Predators brace for physical series vs Jets in 2nd round
The Nashville Predators are done dealing with the speed of Nathan MacKinnon and the Colorado Avalanche.
DENVER — The Nashville Predators are done dealing with the speed of Nathan MacKinnon and the Colorado Avalanche.
Next, they get the physicality of Dustin Byfuglien and the Winnipeg Jets .
There's no easy test this time of year.
"They've got size. They've got skill. They've got speed," forward Austin Watson said Sunday night after Nashville beat the Avalanche 5-0 in Game 6 to clinch the series. "Get our rest and get prepared."
Nashville looks every bit like the team that went to the Stanley Cup Final a season ago and won the Presidents' Trophy this season. The Predators are hitting their stride heading into the Winnipeg series. They had 11 forwards notch at least a point in the Colorado series.
Not to be outdone, the Jets had a balanced scoring attack in closing out Minnesota, 4-1.
"We saw how the regular season went against them. They're good hockey games," said Watson, whose team went 3-1-1 against the Jets during the year. "We're excited."
This goaltending showdown should be worth the price of admission: Pekka Rinne vs. Connor Hellebuyck.
One Vezina Trophy finalist against another. Both are coming off a solid series, with Rinne stopping 22 shots in a 5-0 win Sunday to close out the series with Colorado. Hellebuyck had a 1.94 goals-against average in eliminating the Wild.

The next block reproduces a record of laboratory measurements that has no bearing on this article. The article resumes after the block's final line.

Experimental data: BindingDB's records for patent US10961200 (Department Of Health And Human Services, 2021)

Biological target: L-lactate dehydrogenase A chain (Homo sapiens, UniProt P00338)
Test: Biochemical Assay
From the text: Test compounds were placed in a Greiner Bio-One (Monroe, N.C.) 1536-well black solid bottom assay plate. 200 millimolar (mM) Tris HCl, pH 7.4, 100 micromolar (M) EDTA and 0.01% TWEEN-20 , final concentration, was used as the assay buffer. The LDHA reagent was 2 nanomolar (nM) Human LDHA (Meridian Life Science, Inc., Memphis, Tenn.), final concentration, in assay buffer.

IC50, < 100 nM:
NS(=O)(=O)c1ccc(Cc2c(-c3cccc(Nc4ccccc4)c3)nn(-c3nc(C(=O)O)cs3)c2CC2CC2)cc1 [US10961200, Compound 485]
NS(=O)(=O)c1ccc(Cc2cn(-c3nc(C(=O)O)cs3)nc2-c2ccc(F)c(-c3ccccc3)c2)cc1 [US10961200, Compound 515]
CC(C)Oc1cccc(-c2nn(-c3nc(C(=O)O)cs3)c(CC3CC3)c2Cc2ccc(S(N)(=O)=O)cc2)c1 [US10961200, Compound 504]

"Moving into the second round, I think you want to be playing very good defensive hockey against Winnipeg," Rinne said. "One of the better teams in the league. They have a lot of firepower, a lot of talent up front. Also, like ours, their 'D' is a big part of their game. I think it's going to be very exciting, good series."
The Western Conference semifinals feature a little bit of history: This marks only the third time the final four in the conference are all chasing after their first Stanley Cup since the introduction of conferences in '74-75, according to information provided by the league. The scenario also occurred in 2012 (the Los Angeles Kings hoisted the Cup) and in 1984 (Edmonton).
In the other semifinal matchup set to get underway, expansion Las Vegas faces San Jose.
"Anytime you win a series you're feeling confident," Predators forward Nick Bonino said. "We're going to be as confident as we can going against Winnipeg. We know how good they are."
That's a sentiment shared by forward Filip Forsberg, who scored four goals against Colorado.
"It was a good test for us. These guys have been flying around for six games, playing really fast hockey," Forsberg said. "We've been trying to play as fast as we can as well. If we can bring that speed into the next round that will be good."
Still, the Predators enter on a high after posting a shutout victory in a series-ending game for the first time in franchise history. They joined Vegas and Winnipeg as the third team to accomplish the feat this
"It's better to end it this way than hanging on at the end," Predators coach Peter Laviolette said. "There are other teams on the ice that are pretty good hockey teams. You see it in other series going on. It would have been great if you win (the series) 4-0 but that wasn't the case. We had an opposition that was young, skilled and fast and they had nothing to lose, and they played that way. There were times in the first five games it didn't look like it was just going happen — we were going to have to work for it.
"It was nice tonight to play a game we were comfortable with."
The Avs take some pride in knowing they gave the Predators fits at times.
"We made them fight for it," Avalanche captain Gabriel Landeskog said.
"The way Colorado works and battles and plays the game fast, it definitely challenged us," Predators
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Pat Graham, The Associated Press